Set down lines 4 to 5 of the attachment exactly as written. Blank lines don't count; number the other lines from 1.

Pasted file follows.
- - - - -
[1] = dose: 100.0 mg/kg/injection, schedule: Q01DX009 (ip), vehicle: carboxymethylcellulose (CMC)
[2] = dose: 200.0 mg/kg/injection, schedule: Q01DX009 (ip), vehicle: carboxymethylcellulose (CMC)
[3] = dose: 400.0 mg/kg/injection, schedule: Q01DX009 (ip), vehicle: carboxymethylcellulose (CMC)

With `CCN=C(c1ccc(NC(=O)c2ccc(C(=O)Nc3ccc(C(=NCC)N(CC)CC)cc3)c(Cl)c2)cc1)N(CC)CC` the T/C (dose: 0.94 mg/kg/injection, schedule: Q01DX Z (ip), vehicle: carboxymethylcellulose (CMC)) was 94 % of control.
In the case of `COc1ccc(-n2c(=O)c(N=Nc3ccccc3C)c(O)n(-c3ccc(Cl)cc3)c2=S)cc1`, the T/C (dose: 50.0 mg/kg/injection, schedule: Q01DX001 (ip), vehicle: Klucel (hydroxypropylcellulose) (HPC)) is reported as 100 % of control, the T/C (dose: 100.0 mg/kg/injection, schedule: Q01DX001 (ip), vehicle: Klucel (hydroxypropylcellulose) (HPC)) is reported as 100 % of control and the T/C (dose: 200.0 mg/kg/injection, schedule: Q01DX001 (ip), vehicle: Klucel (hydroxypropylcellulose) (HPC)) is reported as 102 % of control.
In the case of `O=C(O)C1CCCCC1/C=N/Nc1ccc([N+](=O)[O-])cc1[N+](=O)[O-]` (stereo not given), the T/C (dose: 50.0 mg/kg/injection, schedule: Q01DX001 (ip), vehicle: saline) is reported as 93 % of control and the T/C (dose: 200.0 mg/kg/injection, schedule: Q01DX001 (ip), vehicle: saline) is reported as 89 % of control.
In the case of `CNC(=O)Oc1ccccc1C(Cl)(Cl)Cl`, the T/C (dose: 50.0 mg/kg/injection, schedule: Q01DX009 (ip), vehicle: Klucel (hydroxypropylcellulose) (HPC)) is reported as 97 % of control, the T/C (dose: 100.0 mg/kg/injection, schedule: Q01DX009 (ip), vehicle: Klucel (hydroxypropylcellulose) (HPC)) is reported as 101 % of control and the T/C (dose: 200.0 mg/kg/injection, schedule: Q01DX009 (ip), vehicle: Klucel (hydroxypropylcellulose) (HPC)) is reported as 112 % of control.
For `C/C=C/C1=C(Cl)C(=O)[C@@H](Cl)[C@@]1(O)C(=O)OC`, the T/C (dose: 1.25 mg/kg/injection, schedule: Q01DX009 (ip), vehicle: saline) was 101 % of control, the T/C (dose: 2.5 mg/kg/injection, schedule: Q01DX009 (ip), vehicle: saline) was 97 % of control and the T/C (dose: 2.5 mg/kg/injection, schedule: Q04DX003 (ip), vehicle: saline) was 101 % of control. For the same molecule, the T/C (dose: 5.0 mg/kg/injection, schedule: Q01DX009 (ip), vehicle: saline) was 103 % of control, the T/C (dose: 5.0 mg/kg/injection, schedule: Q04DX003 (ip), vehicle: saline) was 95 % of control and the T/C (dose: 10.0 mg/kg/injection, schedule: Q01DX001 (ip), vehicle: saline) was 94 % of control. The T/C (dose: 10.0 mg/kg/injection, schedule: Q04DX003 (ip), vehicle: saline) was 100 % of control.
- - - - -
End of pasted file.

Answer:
With `CCN=C(c1ccc(NC(=O)c2ccc(C(=O)Nc3ccc(C(=NCC)N(CC)CC)cc3)c(Cl)c2)cc1)N(CC)CC` the T/C (dose: 0.94 mg/kg/injection, schedule: Q01DX Z (ip), vehicle: carboxymethylcellulose (CMC)) was 94 % of control.
In the case of `COc1ccc(-n2c(=O)c(N=Nc3ccccc3C)c(O)n(-c3ccc(Cl)cc3)c2=S)cc1`, the T/C (dose: 50.0 mg/kg/injection, schedule: Q01DX001 (ip), vehicle: Klucel (hydroxypropylcellulose) (HPC)) is reported as 100 % of control, the T/C (dose: 100.0 mg/kg/injection, schedule: Q01DX001 (ip), vehicle: Klucel (hydroxypropylcellulose) (HPC)) is reported as 100 % of control and the T/C (dose: 200.0 mg/kg/injection, schedule: Q01DX001 (ip), vehicle: Klucel (hydroxypropylcellulose) (HPC)) is reported as 102 % of control.